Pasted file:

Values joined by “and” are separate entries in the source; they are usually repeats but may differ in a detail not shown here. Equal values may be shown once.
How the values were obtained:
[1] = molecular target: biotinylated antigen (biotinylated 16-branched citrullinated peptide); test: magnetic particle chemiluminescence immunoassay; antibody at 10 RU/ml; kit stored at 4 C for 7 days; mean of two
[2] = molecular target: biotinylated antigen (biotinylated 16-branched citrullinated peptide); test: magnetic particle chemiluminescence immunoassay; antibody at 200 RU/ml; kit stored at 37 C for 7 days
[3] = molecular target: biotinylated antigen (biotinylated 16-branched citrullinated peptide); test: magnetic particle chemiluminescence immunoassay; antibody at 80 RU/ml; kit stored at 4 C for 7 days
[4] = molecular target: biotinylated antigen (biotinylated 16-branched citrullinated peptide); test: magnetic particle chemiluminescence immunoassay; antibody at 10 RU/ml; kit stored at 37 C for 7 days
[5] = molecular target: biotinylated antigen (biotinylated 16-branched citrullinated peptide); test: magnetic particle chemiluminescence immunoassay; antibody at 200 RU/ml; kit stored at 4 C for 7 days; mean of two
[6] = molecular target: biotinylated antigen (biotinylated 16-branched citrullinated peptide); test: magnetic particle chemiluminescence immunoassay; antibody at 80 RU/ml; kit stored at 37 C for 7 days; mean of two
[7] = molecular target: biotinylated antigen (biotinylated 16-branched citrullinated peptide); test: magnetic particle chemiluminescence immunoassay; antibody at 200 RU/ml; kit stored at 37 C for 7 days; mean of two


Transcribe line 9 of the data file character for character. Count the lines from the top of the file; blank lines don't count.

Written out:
[7] = molecular target: biotinylated antigen (biotinylated 16-branched citrullinated peptide); test: magnetic particle chemiluminescence immunoassay; antibody at 200 RU/ml; kit stored at 37 C for 7 days; mean of two